Your stories

John, Hertfordshire

John from Hertfordshire thinks rail ticketing needs to catch up with changes to commuting patterns.

“For the past 25 years, on and off, depending who I worked for, I have commuted daily from my home into central London by train. The service is regular and fast; Euston in 25 minutes. In that time I have seen the trains gain automatic doors, air-conditioning, wifi and grow from eight coaches to 12, with my local platform lengthened to accommodate them. 25 years ago I could easily get a seat, but by early in 2020 it was standing-room-only unless you went in at silly-o’clock or after the peak.

“I usually take my trusty Brompton with me because I like the exercise, it’s quicker than the tubes and it saves me £1,000 a year in fares. After 18 years my bike still looks like new, but it’s a bit like ‘Trigger’s broom’: three sets of spokes, two new wheels, drive-trains and numerous other bits.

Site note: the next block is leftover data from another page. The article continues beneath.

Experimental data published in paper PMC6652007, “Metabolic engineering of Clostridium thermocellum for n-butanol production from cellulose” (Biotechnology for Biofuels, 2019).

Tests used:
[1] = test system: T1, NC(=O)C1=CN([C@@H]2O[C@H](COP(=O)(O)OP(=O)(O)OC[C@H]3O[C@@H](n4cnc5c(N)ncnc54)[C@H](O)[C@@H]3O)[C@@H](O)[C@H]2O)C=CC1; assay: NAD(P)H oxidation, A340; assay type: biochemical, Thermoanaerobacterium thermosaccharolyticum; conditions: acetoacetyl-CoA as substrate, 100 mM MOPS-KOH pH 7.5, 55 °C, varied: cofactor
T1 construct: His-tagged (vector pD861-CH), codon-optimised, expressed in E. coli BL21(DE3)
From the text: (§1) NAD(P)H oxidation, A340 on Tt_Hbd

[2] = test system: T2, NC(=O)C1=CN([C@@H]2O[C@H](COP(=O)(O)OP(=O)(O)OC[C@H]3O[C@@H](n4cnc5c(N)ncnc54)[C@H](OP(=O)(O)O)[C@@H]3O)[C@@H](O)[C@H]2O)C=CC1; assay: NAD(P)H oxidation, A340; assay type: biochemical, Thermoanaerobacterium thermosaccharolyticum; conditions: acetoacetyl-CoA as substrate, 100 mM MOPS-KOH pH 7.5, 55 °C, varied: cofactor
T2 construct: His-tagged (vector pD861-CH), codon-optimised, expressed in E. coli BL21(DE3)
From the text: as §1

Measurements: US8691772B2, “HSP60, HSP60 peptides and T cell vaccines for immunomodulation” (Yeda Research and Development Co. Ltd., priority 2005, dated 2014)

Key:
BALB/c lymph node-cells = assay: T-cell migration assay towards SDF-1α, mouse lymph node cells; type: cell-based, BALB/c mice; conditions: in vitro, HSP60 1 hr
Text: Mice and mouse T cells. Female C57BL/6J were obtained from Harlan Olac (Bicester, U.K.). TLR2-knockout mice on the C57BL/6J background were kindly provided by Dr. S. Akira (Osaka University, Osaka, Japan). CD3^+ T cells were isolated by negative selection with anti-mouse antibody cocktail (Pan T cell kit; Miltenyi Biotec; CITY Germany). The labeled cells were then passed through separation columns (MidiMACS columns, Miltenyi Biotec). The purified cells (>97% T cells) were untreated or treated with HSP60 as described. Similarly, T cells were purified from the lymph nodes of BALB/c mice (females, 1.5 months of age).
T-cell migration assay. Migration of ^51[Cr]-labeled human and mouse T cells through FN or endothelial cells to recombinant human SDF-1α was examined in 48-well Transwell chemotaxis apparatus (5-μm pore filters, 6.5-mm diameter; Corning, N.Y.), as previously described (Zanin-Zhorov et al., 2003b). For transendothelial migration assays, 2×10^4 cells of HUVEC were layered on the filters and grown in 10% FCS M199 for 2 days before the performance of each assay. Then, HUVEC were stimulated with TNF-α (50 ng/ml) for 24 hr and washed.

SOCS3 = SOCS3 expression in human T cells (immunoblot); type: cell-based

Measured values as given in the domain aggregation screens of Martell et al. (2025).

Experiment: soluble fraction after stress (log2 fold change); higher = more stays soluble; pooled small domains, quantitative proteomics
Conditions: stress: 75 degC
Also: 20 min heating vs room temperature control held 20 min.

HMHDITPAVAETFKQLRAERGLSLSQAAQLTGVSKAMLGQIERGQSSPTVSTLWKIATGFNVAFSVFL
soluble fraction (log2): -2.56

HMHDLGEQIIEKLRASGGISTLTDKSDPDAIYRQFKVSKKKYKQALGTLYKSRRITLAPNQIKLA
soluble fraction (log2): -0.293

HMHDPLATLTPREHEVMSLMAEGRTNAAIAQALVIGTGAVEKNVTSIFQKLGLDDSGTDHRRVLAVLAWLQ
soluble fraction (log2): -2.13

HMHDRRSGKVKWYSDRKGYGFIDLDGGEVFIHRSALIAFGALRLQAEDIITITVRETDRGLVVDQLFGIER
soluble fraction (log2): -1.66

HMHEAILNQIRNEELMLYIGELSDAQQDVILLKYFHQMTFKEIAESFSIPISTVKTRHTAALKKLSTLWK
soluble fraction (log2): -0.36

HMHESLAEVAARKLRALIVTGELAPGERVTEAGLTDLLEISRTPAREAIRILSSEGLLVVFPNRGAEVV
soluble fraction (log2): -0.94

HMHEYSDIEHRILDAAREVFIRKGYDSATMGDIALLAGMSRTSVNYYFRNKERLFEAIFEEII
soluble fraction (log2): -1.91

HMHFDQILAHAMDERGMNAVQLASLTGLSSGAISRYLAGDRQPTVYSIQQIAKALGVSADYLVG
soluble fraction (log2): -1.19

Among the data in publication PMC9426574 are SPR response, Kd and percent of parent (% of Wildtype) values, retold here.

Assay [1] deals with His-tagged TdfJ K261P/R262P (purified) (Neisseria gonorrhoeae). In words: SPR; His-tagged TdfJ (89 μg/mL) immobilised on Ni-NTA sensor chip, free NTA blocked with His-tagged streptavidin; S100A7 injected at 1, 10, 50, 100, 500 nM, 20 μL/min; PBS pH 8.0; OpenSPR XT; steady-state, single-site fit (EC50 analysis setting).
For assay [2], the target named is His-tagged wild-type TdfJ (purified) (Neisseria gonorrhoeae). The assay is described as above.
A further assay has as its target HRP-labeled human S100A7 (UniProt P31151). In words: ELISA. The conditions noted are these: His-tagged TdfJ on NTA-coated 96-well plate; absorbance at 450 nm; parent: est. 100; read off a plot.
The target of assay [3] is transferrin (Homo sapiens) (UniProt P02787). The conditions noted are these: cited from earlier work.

“I took a new job at the start of 2020, but by April I was at home and furloughed. In October I got yet another IT job in London, but have worked from home from day one. They reckon that we won’t be back in the office until later in 2021.

“Although it was very crowded and time consuming, I really miss my rail commuting companions. We used to have a great laugh and shared taxis when the trains did not run. Forty years ago we used to drive into London at the weekend when you could park on most streets. I cannot imagine travel into London without the train today, it would take hours, be so stressful and when you got there the parking would be extortionate, if you could find any!

“However, rail commuting comes at a price. Season tickets are the cheapest way to do it, but with a mix of working from home and occasional office visits becoming the new norm, I would like to see a more flexible ticket that gives me say 30, 60 or 90 return journeys, to use within the next year. I’d also like to see a fully integrated phone-based transport fare system, like they have in Oslo, where I have also worked. Let’s see how it pans out.”